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Lipkin, E., Department of Genetics, Hebrew University of Jerusalem, Jerusalem, Israel
Strillacci, M.G., Universita degli Studi di Milano (UNIMI), Milan, Italy
Eitam, H., Department of Ruminant Sciences, Agricultural Research Organization (ARO), Bet-Dagan, Israel
Yishay, M., Department of Ruminant Sciences, Agricultural Research Organization (ARO), Bet-Dagan, Israel
Schiavini, F., Universita degli Studi di Milano (UNIMI), Milan, Italy
Soller, M., Department of Genetics, Hebrew University of Jerusalem, Jerusalem, Israel
Bagnato, A., Universita degli Studi di Milano (UNIMI), Milan, Italy
Shabtay, A., Department of Ruminant Sciences, Agricultural Research Organization (ARO), Bet-Dagan, Israel
Bovine respiratory disease (BRD) is the leading cause of morbidity and mortality in feedlot cattle, caused by multiple pathogens that become more virulent in response to stress. As clinical signs often go undetected and various preventive strategies failed, identification of genes affecting BRD is essential for selection for resistance. Selective DNA pooling (SDP) was applied in a genome wide association study (GWAS) to map BRD QTLs in Israeli Holstein male calves. Kosher scoring of lung adhesions was used to allocate 122 and 62 animals to High (Glatt Kosher) and Low (Non-Kosher) resistant groups, respectively. Genotyping was performed using the Illumina BovineHD BeadChip according to the Infinium protocol. Moving average of -logP was used to map QTLs and Log drop was used to define their boundaries (QTLRs). The combined procedure was efficient for high resolution mapping. Nineteen QTLRs distributed over 13 autosomes were found, some overlapping previous studies. The QTLRs contain polymorphic functional and expression candidate genes to affect kosher status, with putative immunological and wound healing activities. Kosher phenotyping was shown to be a reliable means to map QTLs affecting BRD morbidity. © 2016 Lipkin et al.This is an open access article distributed under the terms of the Creative Commons Attribution License, which permits unrestricted use, distribution, and reproduction in any medium, provided the original author and source are credited.
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The use of Kosher phenotyping for mapping QTL affecting susceptibility to Bovine respiratory disease
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Lipkin, E., Department of Genetics, Hebrew University of Jerusalem, Jerusalem, Israel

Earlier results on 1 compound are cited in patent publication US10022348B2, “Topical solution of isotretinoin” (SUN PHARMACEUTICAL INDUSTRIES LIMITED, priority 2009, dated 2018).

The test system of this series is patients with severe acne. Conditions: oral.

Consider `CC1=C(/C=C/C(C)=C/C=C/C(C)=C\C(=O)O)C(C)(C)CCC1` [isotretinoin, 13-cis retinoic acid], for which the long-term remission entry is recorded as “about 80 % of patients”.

Strillacci, M.G., Universita degli Studi di Milano (UNIMI), Milan, Italy
Eitam, H., Department of Ruminant Sciences, Agricultural Research Organization (ARO), Bet-Dagan, Israel
Yishay, M., Department of Ruminant Sciences, Agricultural Research Organization (ARO), Bet-Dagan, Israel
Schiavini, F., Universita degli Studi di Milano (UNIMI), Milan, Italy
Soller, M., Department of Genetics, Hebrew University of Jerusalem, Jerusalem, Israel
Bagnato, A., Universita degli Studi di Milano (UNIMI), Milan, Italy
Shabtay, A., Department of Ruminant Sciences, Agricultural Research Organization (ARO), Bet-Dagan, Israel
The use of Kosher phenotyping for mapping QTL affecting susceptibility to Bovine respiratory disease
Bovine respiratory disease (BRD) is the leading cause of morbidity and mortality in feedlot cattle, caused by multiple pathogens that become more virulent in response to stress. As clinical signs often go undetected and various preventive strategies failed, identification of genes affecting BRD is essential for selection for resistance. Selective DNA pooling (SDP) was applied in a genome wide association study (GWAS) to map BRD QTLs in Israeli Holstein male calves. Kosher scoring of lung adhesions was used to allocate 122 and 62 animals to High (Glatt Kosher) and Low (Non-Kosher) resistant groups, respectively. Genotyping was performed using the Illumina BovineHD BeadChip according to the Infinium protocol. Moving average of -logP was used to map QTLs and Log drop was used to define their boundaries (QTLRs). The combined procedure was efficient for high resolution mapping. Nineteen QTLRs distributed over 13 autosomes were found, some overlapping previous studies. The QTLRs contain polymorphic functional and expression candidate genes to affect kosher status, with putative immunological and wound healing activities. Kosher phenotyping was shown to be a reliable means to map QTLs affecting BRD morbidity. © 2016 Lipkin et al.This is an open access article distributed under the terms of the Creative Commons Attribution License, which permits unrestricted use, distribution, and reproduction in any medium, provided the original author and source are credited.
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